Prince Aghatise Erediauwa, the younger brother of the current Benin monarch; Chief Charles Uwensuyi-Edosomwan, the Obasuyi of Benin; Professor Abba Isa Tijani, Director of the National Commission for Museums and Monuments; Babatunde Adebiyi, the Legal Adviser of National Commission for Museums and Monuments; and Abdul Mohammed Gimba, Director, Museums, National Commission for Museums and Monuments, will visit Scotland to receive the sculpture.
They will be accompanied by Prince Isa Bayero, a Prince of the Kano Emirates and Mrs Edith Ekunke, Retired Director of the National Museum, Lagos.
The University became the first institution to agree to the full repatriation from a museum of a Benin Bronze in March and will hand back the Bronze this week, as will Jesus College Cambridge.
The sculpture, which depicts the head of an Oba (king), is one of thousands of religious and cultural artefacts looted by British forces in 1897 during the destruction of Benin City in present-day Nigeria by a British military expedition.
It was purchased by the University of Aberdeen at an auction in 1957. A recent review of collections included research into its provenance confirming that it was one of the so-called ‘bronzes’, acquired in immoral circumstances during the Benin Punitive Expedition in which the royal palace of the Oba was burned and looted.
As a result, in 2020 the University instigated a conversation through Professor Bankole Sodipo, Professor of Law in Babcock University, Nigeria, with the National Commission for Museums and Monuments of Nigeria, the Edo State Government and the Royal Court of the Oba, regarding its return.
A formal request for repatriation by the Nigerian Federal Government and supported by the other parties, was then proposed and in March 2021 this was unanimously approved by the University Court following discussion by an expert panel, which included representatives of the University, the Director of the Hunterian Museum in the University of Glasgow and Professor Sodipo representing the Nigerian partners.
The process of a legal transfer then began with the University working to support the timescales identified by the Nigerian partners for its physical return.
His Royal Majesty, Oba of Benin, Omo N’Oba N’Edo Uku Akpolokpolo, Ewuare II, said: “Much has been said about the significance of heritage art and, in spite of the occasional attempts in some quarters to downplay their cultural and religious relevance, these works are often imbued with the spirit of the people from whom they were taken.
“Regardless of the resistance in some quarters, the return of stolen art is the right thing to do. Some say that they acquired their own collections. This is like saying, well, I know this item was originally stolen but because I bought it somewhere, then I’m okay. That notion is completely wrong and unfortunate.
“In any event, we thank the University of Aberdeen for this noble act of returning our bronze work. We hope that other institutions worldwide will see the injustice when they insist on holding on to items which in fact should be a reminder to them of the great injustice that was inflicted on a people so far away and so long ago.“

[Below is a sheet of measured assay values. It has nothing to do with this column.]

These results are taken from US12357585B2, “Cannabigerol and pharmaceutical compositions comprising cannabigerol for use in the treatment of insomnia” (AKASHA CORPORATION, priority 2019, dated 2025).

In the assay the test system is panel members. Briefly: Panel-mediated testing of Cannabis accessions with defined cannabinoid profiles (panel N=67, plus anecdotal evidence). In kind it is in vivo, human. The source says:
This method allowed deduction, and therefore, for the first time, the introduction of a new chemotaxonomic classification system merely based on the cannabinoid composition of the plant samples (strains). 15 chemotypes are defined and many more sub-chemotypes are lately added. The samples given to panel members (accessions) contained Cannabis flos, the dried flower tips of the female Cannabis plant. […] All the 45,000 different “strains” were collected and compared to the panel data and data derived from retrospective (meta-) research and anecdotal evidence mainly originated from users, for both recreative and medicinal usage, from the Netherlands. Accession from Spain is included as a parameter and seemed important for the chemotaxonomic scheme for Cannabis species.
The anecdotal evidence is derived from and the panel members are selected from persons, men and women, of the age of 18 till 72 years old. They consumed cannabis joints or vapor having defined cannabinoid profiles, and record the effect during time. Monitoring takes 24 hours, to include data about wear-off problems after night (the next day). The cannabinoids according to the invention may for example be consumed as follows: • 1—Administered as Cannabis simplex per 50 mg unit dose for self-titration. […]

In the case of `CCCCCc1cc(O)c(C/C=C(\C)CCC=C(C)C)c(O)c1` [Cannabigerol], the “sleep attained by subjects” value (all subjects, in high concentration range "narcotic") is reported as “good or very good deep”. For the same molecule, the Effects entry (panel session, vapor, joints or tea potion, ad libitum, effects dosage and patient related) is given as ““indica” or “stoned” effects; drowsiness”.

Professor Abba Isa Tijani, Director-General of the National Commission for Museums and Monuments, said: “We at the National Commission for Museums and Monuments of Nigeria really appreciate the initiative of the University of Aberdeen to release the Benin Bronze head in their collection.
“The University commenced this move without being instigated. This is unprecedented. On its volition, the University felt it ought to return to Nigeria an important cultural object it obtained some decades ago through what can pass in the United Kingdom as legal acquisition. I must appreciate Professor Bankole Sodipo who linked up with Lawyer Babatunde Adebiyi of the Commission to ensure that an avenue for discussion was created.
“The synergy was an added impetus to the initiative of the University of Aberdeen. Today, we are witnessing the success story. The Commission intends to cement its relationship with the University of Aberdeen and also work with the University in fashioning mutual agreements with other universities and institutions in the region regarding Nigerian artefacts in their holdings. We earnestly expect without any doubt that other persons and institutions will reach out to us for talks on the way forward concerning Nigerian artefacts in their possession. The Aberdeen return should inspire all to a future of friendly returns.”
The Minister of Information and Culture of Nigeria, Alhaji Lai Mohammed, said: “Nigeria warmly welcomes the return of the Benin Bronze Head by the University of Aberdeen and once again calls on all individuals, organizations and countries in possession of Nigerian artefacts to voluntarily return them to where they belong – Nigeria.”
Professor George Boyne, Principal and Vice-Chancellor of the University of Aberdeen, said: “Over the last 40 years the Benin Bronzes have become important symbols of injustice.
“It would not have been right to have retained an item of such great cultural significance that was acquired in such reprehensible circumstances.
“The University took a proactive approach to identify the appropriate people to discuss what to do and we are extremely grateful for the collective approach taken by the partners in Nigeria, which has facilitated this return.
“We are delighted to welcome our guests representing Edo State, the Federal Republic of Nigeria , the Kingdom of Benin, and the National Commission for Museums and Monuments and commend their spirit of co-operation in making this possible.”
The partners have committed to the safe-keeping of the Bronze ‘in such a manner and in true essence of its sovereignty’, until it can be put on public display at the Oba’s palace or other agreed place.
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